We are kinda stuck in the same dilema

Gino A. Villarini
[EMAIL PROTECTED]
Aeronet Wireless Broadband Corp.
tel  787.273.4143   fax   787.273.4145
-----Original Message-----
From: [EMAIL PROTECTED] [mailto:[EMAIL PROTECTED] On
Behalf Of Tom DeReggi
Sent: Wednesday, June 14, 2006 9:53 PM
To: WISPA General List
Subject: Re: [WISPA] looking for a device

Yes the answer is not. But the question is one of great interest to me, and 
I'm interested in learning from others experience on the topic.

ON our network our biggest focus right now is to improve the methods to 
shorten time and improve acracy of diagnosing performance issue on a 
network.  We have great tools that help us find problems that other ISPs 
often don;t even realize exist becauyse they have limited their abilty to 
test their network based on how they designed it.  But it takes us way to 
long to conclusivelly come up with a diagnosis because their are so many 
possible places where failures could occurs to contribute to degregation. 
I'm not talking about major failures. I'm talking about reported problems 
like... Intermittent disconnects. Intermittent VOIP quality performance. 
Etc. (I am NOT saying that we have an overly large amount of problems, I'm 
just saying a large numbner of people report problems because networking is 
complicated and end users are under trained.). 95% of the time we can clear 
our name and prove that causes were related to issues off of our network. 
But it can take a lot of tiem to prove it. And if you don;t prove it, how do

you know your network really is operating correctly.  So how does this 
problem apply to this thread?... Well, if I simplify my network, there will 
be fewer things to look at in the diagnosis process.  What simplications can

be made, without compromising performance or abilty to trouble shoot the 
network conclusively?  These questions need to be asked when considering 
routing versus bridged. Do you consider the needs of your prospective 
clients, or your needs to better offer your core services? All things to be 
considered.

Right now we are both 100% routed and 95% VLANed.  It gives us a lot of 
power and security features. But I tell you it is a super management 
headache. I'm looking for ways to simplify. Do I go more towards Layer2 or 
more towards Layer3? Thats a question I'm looking at hard right now.

Tom DeReggi
RapidDSL & Wireless, Inc
IntAirNet- Fixed Wireless Broadband


----- Original Message ----- 
From: "Paul Hendry" <[EMAIL PROTECTED]>
To: "'WISPA General List'" <wireless@wispa.org>
Sent: Wednesday, June 14, 2006 3:14 AM
Subject: RE: [WISPA] looking for a device


> So that's a no then Tom ;)
>
> Using various bandwidth test tools (such as the one builtin to Mikrotik)
> from/to multiple source/destinations you can generate all sorts of traffic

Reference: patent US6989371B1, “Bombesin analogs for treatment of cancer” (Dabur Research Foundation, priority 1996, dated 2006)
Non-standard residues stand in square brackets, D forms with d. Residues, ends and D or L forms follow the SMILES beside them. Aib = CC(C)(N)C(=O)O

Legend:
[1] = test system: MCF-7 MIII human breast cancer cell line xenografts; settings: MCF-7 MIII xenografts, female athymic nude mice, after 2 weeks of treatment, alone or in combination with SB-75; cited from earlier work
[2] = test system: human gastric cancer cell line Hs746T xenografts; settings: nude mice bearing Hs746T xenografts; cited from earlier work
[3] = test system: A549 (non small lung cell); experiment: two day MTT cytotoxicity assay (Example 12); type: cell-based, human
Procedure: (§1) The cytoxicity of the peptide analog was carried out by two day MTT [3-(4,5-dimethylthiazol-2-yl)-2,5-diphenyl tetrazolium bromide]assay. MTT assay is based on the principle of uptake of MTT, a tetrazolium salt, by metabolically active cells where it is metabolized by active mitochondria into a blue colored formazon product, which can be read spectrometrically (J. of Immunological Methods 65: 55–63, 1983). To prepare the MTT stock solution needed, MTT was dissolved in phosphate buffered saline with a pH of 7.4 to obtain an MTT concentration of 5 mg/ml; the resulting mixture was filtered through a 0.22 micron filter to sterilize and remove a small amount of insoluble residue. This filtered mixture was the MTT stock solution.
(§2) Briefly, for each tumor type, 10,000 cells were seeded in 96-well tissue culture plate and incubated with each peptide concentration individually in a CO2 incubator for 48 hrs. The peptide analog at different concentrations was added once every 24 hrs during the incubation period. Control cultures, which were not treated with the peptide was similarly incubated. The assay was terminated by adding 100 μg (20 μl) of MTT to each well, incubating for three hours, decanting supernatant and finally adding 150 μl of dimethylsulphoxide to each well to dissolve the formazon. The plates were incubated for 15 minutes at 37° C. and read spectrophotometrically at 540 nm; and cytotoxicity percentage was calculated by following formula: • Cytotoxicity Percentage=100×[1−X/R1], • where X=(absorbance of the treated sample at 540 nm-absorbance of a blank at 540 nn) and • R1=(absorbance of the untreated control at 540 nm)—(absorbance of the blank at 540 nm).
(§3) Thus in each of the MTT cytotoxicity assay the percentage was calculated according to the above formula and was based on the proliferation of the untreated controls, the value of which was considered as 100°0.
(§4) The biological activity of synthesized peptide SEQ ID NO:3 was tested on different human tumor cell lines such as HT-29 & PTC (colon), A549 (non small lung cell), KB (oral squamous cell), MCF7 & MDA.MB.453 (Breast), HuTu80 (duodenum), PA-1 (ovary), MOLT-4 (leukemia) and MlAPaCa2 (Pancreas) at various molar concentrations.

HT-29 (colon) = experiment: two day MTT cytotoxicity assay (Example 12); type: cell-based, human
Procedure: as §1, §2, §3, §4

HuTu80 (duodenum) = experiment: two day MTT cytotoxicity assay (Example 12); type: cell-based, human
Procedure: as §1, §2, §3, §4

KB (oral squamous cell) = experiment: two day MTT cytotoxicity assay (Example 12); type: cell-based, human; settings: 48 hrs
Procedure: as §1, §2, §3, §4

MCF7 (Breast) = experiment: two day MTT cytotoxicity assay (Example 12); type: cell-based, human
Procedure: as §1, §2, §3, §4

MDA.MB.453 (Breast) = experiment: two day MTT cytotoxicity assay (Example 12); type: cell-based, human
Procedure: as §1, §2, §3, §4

> profiles. You can decide on the size of the packets, layer 4, direction 
> and
> even bandwidth so I'd say it's very possible to set-up a test environment
> that isn't too far of real world. Anyone else tested?
>
> -----Original Message-----
> From: [EMAIL PROTECTED] [mailto:[EMAIL PROTECTED] On
> Behalf Of Tom DeReggi
> Sent: 14 June 2006 03:13
> To: WISPA General List
> Subject: Re: [WISPA] looking for a device
>
>> Anyone compared a routed solution with
>> a Mikrotik bridged solution for delay/jitter?
>
> Good question.  But the problem there is creating a real world test
> environment. Convergence, can be tested  somewhat accurately in low 
> network
> utilization situations. To adequately test Jitter/Delay you really need to
> load the network, as that is when the jitter and sparatic latency happens.
>
> Tom DeReggi
> RapidDSL & Wireless, Inc
> IntAirNet- Fixed Wireless Broadband
>
> ----- Original Message ----- 
> From: "Paul Hendry" <[EMAIL PROTECTED]>
> To: "'WISPA General List'" <wireless@wispa.org>
> Sent: Tuesday, June 13, 2006 9:02 AM
> Subject: RE: [WISPA] looking for a device
>
>
>> The delay in switching a packet at hardware is less than the delay in
>> routing a packet at software. This is 1 of the reasons that Cisco created
>> the G"S"R and why an MPL"S" switched network is fast than a plain routed
>> network.
>>
>> I'm not too interested in convergence times as we only have very minimal
>> outages so RSTP should suffice. How fast a packet can traverse our 
>> network
>> on the other hand is important so that we can reliably run VoIP and other
>> delay/jitter sensitive applications. Anyone compared a routed solution
>> with
>> a Mikrotik bridged solution for delay/jitter?
>>
>>
>> -----Original Message-----
>> From: [EMAIL PROTECTED] [mailto:[EMAIL PROTECTED] On
>> Behalf Of Matt Liotta
>> Sent: 13 June 2006 13:26
>> To: WISPA General List
>> Subject: Re: [WISPA] looking for a device
>>
>> Paul Hendry wrote:
>>
>>>We too have been looking at moving from routed to a switched Mikrotik for
>>>the core network but the unknown quantity seems to be if there are any
>>>latency or speed issues related to the move. A "true" switched network is
>>>faster than a routed network as the switching is done at a hardware level
>>>but in Mikrotik I believe both switching and routed is done in software.
>>>What have you seen?
>>>
>>>
>>>
>> Faster in what way? Certainly, a routed network is going to beat a
>> switched network in terms of covergence speed.
>>
>> -Matt
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